This toolkit is meant as a relatively high-level lay summary of some of the key findings from Chad Walker’s (Western University) PhD research which looked specifically at the social responses to facility siting processes for wind energy development in Ontario and Nova Scotia, Canada. In Ontario, opposition to wind turbines has grown in recent years and emerging research has pointed to a lack of equity during the planning and operation stages as one of many probable determinants. Meanwhile, in Nova Scotia, there has been far less movement against wind turbines. We explore the degree to which these higher levels of support may be the result of community-based initiatives rolled out by the N.S. government including their Community Feed-In Tariff (COMFIT) program.
The research is both qualitative (interviews) and quantitative (a survey) and addresses gaps in the academic and policy literature regarding local experiences – particularly as they relate to financial (economic) benefits, distributive justice and procedural justice. The scoping of these issues is nevertheless set within a broader context and involved speaking with wide variety of stakeholders on a range of issues related to wind turbines and turbine facility siting. There was keen interest in sharing what development has meant for small rural communities and how this may help those likely to face development opportunities in the future.
A stark, but somewhat expected finding is the high degree of support for wind energy in Nova Scotia compared to Ontario. Local support of their own nearby turbine development was three times higher in the Nova Scotia cases where community-based development was much more common, but the size (scale) of N.S. developments was also most often in the order of only one to five turbines. In investigating the “why” behind this pattern, two main concepts stand out besides the scale issue: procedural justice and distributive justice. The former relates to residents’ involvement and opportunities to take part in wind energy planning, while the latter refers to the amount and distribution of financial benefits in communities with wind energy facilities. In both cases, there are relatively higher degrees of perceived justice in the Nova Scotia cases but overall both provinces scored quite low (below 50% agree) on many of the justice measures. Given that high support is accompanied sometimes by low levels of perceived justice suggests that the relationship between support and justice is complex.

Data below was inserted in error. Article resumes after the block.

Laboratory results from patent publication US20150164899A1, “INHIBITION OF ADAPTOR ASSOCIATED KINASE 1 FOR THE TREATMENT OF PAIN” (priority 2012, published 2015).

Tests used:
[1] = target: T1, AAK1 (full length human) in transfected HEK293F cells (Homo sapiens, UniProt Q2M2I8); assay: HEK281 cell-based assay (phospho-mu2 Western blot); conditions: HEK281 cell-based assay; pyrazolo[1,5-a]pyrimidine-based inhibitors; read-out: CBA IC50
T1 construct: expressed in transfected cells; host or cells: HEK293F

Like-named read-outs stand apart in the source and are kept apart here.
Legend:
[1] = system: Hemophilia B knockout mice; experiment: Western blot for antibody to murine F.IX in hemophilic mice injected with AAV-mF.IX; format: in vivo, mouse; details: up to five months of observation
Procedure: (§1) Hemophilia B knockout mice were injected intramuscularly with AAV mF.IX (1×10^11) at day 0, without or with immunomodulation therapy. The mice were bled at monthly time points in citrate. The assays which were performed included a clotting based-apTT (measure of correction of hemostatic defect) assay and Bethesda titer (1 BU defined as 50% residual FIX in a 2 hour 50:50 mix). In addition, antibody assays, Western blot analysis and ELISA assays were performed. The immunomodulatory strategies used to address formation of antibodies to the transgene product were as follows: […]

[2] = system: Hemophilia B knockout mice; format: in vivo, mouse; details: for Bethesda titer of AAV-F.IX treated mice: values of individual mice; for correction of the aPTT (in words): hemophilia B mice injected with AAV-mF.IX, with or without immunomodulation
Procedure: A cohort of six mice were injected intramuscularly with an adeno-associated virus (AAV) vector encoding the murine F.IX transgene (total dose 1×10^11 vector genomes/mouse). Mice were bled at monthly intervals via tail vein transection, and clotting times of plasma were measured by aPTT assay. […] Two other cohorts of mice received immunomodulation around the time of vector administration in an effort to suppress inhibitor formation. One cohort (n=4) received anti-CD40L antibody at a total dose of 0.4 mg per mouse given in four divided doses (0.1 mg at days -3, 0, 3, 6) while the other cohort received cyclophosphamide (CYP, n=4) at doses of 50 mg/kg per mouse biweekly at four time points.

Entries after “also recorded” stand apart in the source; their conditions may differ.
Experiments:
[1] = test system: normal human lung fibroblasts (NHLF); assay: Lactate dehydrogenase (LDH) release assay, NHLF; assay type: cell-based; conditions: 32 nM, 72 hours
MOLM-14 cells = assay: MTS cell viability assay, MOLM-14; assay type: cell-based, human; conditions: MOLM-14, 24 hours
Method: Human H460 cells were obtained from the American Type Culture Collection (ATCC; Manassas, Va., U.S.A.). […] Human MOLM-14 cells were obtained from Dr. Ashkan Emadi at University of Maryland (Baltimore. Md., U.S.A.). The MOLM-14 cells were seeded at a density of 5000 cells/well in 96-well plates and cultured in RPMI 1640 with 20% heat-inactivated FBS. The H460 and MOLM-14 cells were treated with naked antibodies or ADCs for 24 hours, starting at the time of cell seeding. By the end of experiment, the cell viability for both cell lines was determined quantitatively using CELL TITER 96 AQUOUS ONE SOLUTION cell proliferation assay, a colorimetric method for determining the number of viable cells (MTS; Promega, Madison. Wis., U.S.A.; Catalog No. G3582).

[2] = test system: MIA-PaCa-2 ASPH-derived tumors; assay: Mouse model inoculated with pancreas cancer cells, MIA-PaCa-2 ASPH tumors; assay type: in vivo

The toolkit also explores some novel forms of planning mechanisms and benefit packages based on the preferences of those residents. We find high levels of support for systems that would allow for independent experts during planning stages, investment opportunities for local residents, and discounts on electricity for those living close to turbines. The paper closes with a list of nine principles which are intended to summarize the key points of the document. Given the scope study and the toolkit document, that list is not meant to be exhaustive rather; those principles are meant to contribute to wider and ongoing policy conversations about wind energy development in Canada and beyond.